VENICE, Italy—As the Philippines prepares to roll out the carpet to its pavilion in the 56th International Art Exhibition, also known as La Biennale de Venezia, art curator Prof. Patrick D. Flores notes the special attention the event gives to the ongoing conflict between the country and China in the West Philippine Sea.
Flores, however, insisted he does not want to dilute the message of the Philippine pavilion—which features the works of Filipino artists Jose Tence Ruiz and Mariano Montelibano III—to the political issue.
“There is a specific focus on the particular situation in the West Philippine Sea that the pavilion is trying to respond to… but we do not want to reduce the message of the pavilion to that situation,” Flores said.
Flores was chosen from among 16 applicants to curate the Philippine pavilion in the prestigious art competition.
His proposal called “Tie A String Around the World” links the artworks of Ruiz, an intermedia artist, and Montelibano, a media artist and film director, to the groundbreaking 1950s film of Manuel Conde and Carlos “Botong” Francisco titled “Genghis Khan.”
The film traces Khan’s evolution from a fledgling warrior to a confident conqueror. At the conclusion, Khan promises to “tie a string around the world” and present it before his servile woman.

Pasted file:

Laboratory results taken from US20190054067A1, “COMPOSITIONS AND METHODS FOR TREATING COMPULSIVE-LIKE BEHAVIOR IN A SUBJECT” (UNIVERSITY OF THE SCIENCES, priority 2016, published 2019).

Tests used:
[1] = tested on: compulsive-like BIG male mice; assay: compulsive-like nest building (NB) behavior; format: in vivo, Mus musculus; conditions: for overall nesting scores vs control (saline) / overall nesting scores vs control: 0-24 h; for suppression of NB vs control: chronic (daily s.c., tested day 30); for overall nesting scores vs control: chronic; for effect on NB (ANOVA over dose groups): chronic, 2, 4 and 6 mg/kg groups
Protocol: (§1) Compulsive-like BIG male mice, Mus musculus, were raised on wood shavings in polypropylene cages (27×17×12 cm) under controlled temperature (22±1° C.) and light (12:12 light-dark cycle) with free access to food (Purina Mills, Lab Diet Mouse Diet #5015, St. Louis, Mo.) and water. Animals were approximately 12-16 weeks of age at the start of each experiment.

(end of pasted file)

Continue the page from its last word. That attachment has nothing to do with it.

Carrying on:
The Philippine pavilion held a special preview this morning in Venice (5 p.m. Manila time). The vernissage or formal opening takes place tonight (9 p.m. Manila time).
My Art Guide Venice 2015 lists the Philippines as one of the 88 countries with national pavilions participating in the Venice Biennale.
This is only the second time, after 51 years, that the Philippines has sent an official delegation to the Biennale. The first was in 1964, with the Art Association of the Philippines playing a key role in presenting the works of painter and multi-media artist Jose Joya and sculptor Jose V. Abueva.
Using “Genghis Khan” as his starting point, Flores chose artist Ruiz’s haunting piece “Shoal” that references the dilapidated military ship BRP Sierra Madre currently beached at the Ayungin Shoal as an anemic assertion of the country’s claim to several islands in the West Philippine Sea.
Director Montelibano’s 20-minute, three-channel film “A Dashed State” includes in its audio the incursions of Chinese radio signals into local broadcast and discusses its effect on a bucolic coastal town in southern Palawan.
Sen. Loren Legarda, a major contributor to the Philippines’ biennale comeback, said the exhibit “hopes to elicit awareness to China’s aggressive infiltration and reclamation activities in the West Philippine Sea.”
“The Philippine pavilion touches on a relevant political issue yet raises interesting questions on a philosophical level,” she explained.
“It tries to get everyone to see the issue against a larger frame where history and the present have come together,” added Legarda, erstwhile chair of the Senate foreign relations committee.